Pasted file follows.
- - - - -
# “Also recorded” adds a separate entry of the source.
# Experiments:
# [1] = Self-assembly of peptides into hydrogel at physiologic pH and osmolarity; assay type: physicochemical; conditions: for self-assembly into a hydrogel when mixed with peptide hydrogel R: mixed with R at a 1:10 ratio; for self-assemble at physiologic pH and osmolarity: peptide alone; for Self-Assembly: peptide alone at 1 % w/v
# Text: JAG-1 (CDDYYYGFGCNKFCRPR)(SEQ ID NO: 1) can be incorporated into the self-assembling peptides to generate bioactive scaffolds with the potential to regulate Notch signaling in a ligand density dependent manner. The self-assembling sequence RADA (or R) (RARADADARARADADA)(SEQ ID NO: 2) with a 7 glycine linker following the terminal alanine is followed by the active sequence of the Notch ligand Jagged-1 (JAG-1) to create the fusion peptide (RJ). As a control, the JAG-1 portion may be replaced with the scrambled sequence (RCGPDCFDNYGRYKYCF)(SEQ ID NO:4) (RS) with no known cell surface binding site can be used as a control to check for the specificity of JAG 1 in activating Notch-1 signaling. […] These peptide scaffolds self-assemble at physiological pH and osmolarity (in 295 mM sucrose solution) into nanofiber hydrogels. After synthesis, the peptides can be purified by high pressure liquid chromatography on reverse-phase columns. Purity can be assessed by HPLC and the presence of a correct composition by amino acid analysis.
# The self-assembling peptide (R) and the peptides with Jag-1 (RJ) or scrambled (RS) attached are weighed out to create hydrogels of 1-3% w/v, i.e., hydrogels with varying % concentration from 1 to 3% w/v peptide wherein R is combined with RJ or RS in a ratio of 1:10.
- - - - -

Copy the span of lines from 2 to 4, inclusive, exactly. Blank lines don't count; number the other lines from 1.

# Experiments:
# [1] = Self-assembly of peptides into hydrogel at physiologic pH and osmolarity; assay type: physicochemical; conditions: for self-assembly into a hydrogel when mixed with peptide hydrogel R: mixed with R at a 1:10 ratio; for self-assemble at physiologic pH and osmolarity: peptide alone; for Self-Assembly: peptide alone at 1 % w/v
# Text: JAG-1 (CDDYYYGFGCNKFCRPR)(SEQ ID NO: 1) can be incorporated into the self-assembling peptides to generate bioactive scaffolds with the potential to regulate Notch signaling in a ligand density dependent manner. The self-assembling sequence RADA (or R) (RARADADARARADADA)(SEQ ID NO: 2) with a 7 glycine linker following the terminal alanine is followed by the active sequence of the Notch ligand Jagged-1 (JAG-1) to create the fusion peptide (RJ). As a control, the JAG-1 portion may be replaced with the scrambled sequence (RCGPDCFDNYGRYKYCF)(SEQ ID NO:4) (RS) with no known cell surface binding site can be used as a control to check for the specificity of JAG 1 in activating Notch-1 signaling. […] These peptide scaffolds self-assemble at physiological pH and osmolarity (in 295 mM sucrose solution) into nanofiber hydrogels. After synthesis, the peptides can be purified by high pressure liquid chromatography on reverse-phase columns. Purity can be assessed by HPLC and the presence of a correct composition by amino acid analysis.